Again, I’m a huge advocate for grindy games. Final Fantasy is one of the greatest series around and they’re well known for the grind. Dragon Marked for Death could benefit greatly from some re-balancing. It’s ok if the bosses are a few levels higher than you, they should be. To offset that though, you can’t make your character require 450-600 experience to level up once when most monsters only give you between 1-5 experience. The bosses obviously give you a bunch more experience than that, but again, you need to defeat them to reap those benefits. When there are only 30-50 enemies in a level, this drastically increases the number of time players will need to grind if they expect to take on this game on their own. If players were able to level up faster this action RPG would immediately be a hundred more times enjoyable. Tearing through levels with others can be extremely fun, but working through this title on your own gets old quick if all you’re doing is replaying the same level(s) over and over again.

All of that being said, if you’re fine with this type of commitment, then Dragon Marked for Death is ultimately an enjoyable experience. The “action” side of the game is fun. The controls aren’t anything new, but they’re tight enough to make platforming feel like it’s under your control. Chaining combos together make you feel like someone blessed with Dragon strength, and most enemies crumble beneath your might. The RPG elements are fine here as well.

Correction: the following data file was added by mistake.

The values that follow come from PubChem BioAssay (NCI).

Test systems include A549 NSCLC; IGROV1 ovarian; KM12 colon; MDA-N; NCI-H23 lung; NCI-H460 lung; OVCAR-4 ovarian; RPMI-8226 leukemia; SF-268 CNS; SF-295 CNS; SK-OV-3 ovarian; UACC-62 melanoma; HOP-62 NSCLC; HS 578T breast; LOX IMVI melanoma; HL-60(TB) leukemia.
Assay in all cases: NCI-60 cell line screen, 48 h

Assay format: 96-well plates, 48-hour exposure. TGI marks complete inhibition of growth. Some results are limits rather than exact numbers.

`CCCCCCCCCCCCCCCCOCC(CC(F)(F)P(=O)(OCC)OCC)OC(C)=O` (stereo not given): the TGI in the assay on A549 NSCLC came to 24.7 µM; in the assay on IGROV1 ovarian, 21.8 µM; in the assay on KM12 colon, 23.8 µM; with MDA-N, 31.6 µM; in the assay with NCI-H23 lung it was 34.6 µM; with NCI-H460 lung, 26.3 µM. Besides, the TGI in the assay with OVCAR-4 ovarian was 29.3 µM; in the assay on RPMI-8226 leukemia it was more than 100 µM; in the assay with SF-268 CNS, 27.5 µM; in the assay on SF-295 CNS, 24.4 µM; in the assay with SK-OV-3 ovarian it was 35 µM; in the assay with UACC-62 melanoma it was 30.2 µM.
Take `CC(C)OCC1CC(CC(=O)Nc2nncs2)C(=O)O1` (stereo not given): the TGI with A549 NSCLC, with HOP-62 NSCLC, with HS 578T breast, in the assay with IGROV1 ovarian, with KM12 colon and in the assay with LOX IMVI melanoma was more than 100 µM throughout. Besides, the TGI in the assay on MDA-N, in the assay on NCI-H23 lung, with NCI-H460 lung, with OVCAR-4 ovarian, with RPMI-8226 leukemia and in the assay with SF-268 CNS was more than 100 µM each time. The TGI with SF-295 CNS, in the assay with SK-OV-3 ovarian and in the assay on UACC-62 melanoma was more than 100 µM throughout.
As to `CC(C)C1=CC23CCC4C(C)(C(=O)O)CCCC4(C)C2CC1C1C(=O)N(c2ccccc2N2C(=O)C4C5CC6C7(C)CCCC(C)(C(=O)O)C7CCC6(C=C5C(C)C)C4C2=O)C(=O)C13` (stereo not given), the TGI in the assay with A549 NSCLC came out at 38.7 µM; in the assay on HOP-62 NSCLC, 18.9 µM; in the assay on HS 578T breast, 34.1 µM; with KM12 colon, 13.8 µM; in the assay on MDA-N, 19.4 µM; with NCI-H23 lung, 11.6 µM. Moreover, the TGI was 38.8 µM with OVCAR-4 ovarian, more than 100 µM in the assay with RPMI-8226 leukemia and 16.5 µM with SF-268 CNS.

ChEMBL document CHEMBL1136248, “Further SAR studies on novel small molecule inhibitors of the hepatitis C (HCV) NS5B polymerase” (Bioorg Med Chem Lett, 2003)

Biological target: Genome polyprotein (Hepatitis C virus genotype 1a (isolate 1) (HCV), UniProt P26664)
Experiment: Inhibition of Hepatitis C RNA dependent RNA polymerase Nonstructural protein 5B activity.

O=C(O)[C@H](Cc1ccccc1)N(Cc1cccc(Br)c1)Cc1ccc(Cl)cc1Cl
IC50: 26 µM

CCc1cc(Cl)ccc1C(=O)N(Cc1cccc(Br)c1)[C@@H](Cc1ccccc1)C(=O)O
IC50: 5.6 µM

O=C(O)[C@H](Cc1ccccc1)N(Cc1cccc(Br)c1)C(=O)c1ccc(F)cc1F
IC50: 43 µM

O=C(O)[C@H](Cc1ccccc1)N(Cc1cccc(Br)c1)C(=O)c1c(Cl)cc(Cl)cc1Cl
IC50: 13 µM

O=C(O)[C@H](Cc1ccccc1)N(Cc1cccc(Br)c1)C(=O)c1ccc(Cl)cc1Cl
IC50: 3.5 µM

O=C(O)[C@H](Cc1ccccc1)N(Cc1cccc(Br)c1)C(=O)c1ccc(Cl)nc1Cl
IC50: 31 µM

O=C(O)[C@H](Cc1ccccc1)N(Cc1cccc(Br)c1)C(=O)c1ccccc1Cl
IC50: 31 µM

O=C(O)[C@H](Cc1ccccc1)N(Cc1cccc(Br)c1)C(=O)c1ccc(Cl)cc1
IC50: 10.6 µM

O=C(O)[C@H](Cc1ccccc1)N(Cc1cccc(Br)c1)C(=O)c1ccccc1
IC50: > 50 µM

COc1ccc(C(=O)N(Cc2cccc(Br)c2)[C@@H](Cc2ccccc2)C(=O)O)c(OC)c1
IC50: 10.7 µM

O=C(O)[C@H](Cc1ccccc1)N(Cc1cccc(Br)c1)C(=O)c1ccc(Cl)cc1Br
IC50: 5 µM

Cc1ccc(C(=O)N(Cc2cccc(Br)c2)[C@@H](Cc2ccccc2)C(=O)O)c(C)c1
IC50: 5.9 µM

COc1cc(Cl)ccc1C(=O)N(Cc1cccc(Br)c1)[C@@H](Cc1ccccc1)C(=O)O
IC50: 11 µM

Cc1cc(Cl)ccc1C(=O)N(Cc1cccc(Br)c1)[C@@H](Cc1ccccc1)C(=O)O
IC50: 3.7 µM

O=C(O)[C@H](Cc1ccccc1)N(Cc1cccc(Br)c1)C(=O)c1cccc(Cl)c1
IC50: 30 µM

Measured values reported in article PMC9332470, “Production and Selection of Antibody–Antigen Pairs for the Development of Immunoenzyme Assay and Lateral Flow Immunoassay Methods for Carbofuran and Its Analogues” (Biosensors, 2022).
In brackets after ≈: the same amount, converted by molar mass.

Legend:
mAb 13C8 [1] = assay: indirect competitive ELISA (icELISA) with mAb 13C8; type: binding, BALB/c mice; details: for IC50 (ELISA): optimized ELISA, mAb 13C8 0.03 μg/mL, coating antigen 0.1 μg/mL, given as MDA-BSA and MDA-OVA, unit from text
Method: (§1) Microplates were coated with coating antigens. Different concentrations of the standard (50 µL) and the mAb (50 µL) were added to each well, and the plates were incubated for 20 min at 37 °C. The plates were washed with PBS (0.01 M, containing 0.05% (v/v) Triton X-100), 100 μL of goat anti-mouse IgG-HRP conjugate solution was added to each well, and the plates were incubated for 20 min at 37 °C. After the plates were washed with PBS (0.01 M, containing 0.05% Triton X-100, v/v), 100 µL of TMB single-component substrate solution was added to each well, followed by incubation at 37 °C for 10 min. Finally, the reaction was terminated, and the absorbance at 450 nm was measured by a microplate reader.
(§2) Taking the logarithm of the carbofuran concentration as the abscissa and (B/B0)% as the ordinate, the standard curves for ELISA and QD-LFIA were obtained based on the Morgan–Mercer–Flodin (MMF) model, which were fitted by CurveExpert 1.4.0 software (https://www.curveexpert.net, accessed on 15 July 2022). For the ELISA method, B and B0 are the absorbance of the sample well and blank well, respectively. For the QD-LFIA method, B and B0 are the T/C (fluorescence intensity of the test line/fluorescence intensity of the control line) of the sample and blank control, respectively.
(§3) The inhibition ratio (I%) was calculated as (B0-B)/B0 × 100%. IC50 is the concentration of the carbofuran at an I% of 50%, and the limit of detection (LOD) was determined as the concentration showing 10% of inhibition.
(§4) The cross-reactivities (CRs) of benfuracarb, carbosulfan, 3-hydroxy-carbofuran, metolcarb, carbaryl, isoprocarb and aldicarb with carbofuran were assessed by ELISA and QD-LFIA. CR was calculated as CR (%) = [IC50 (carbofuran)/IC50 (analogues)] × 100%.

Each time you level up you’re given the chance to allocate a point into a category of your choosing. I focused my Empress on strength and the power of her Dragon abilities; making her a force to be reckoned with. Each point you put into your character makes them feel noticeably stronger and enemies fall quicker as a direct result. This type of progression felt great. It was nice to see my leveling decisions carry weight with them. Seriously, if this game just re-balanced it’s progression it could be extremely fun.

Dragon Marked For Death Screenshot

The world of Dragon Marked for Death is beautiful as well. It’s clear this 16-bit world was created with a very passionate team. The environments range from snow-swept mountaintops to waterlogged ships. The map is huge and, thankfully, mission locations constantly change which is nice considering how often you need to replay levels. The characters of Dragon Marked for Death are super detailed as well.

Their animations and subtle changes in facial expressions lend themselves nicely to the highly detailed backgrounds they run across. The soundtrack is fine. It doesn’t reinvent the wheel or anything, but the tracks add a nice extra level of immersion, especially when you’re playing in the handheld mode with a pair of headphones.

Dragon Marked for Death isn’t a terrible game. It’s gorgeous artwork and solid controls make it fun to play. It’s only when you’re trying to take this game on alone that things feel sluggish in terms of progression. Thankfully, matchmaking is a breeze and it only takes a minute or two to join up with others looking to make it through the game.

As things stand right now, this game is best experienced with others. That being said, it would be lovely if a patch would come out that makes the single player experience a bit more forgiving. With how detailed this game is, and how beautiful the sprites look, it’s a shame that some will most likely be turned off by the extreme gradient of the progression system.